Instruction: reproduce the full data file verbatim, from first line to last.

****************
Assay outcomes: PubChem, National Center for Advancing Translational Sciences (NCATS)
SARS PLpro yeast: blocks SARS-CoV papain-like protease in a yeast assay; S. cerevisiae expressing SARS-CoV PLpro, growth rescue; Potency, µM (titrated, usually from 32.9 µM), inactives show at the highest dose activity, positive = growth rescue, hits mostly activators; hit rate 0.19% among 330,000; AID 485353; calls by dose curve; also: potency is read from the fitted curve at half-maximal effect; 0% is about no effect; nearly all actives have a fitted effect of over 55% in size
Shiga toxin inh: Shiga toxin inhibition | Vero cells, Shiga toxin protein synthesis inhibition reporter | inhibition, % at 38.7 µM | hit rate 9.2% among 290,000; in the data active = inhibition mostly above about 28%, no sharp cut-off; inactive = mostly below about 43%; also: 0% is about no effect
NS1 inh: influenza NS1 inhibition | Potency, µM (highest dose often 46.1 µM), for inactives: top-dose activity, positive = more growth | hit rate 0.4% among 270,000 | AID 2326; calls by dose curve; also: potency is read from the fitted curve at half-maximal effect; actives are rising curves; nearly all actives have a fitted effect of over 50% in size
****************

Assay outcomes: PubChem, National Center for Advancing Translational Sciences (NCATS)
SARS PLpro yeast: blocks SARS-CoV papain-like protease in a yeast assay; S. cerevisiae expressing SARS-CoV PLpro, growth rescue; Potency, µM (titrated, usually from 32.9 µM), inactives show at the highest dose activity, positive = growth rescue, hits mostly activators; hit rate 0.19% among 330,000; AID 485353; calls by dose curve; also: potency is read from the fitted curve at half-maximal effect; 0% is about no effect; nearly all actives have a fitted effect of over 55% in size
Shiga toxin inh: Shiga toxin inhibition | Vero cells, Shiga toxin protein synthesis inhibition reporter | inhibition, % at 38.7 µM | hit rate 9.2% among 290,000; in the data active = inhibition mostly above about 28%, no sharp cut-off; inactive = mostly below about 43%; also: 0% is about no effect
NS1 inh: influenza NS1 inhibition | Potency, µM (highest dose often 46.1 µM), for inactives: top-dose activity, positive = more growth | hit rate 0.4% among 270,000 | AID 2326; calls by dose curve; also: potency is read from the fitted curve at half-maximal effect; actives are rising curves; nearly all actives have a fitted effect of over 50% in size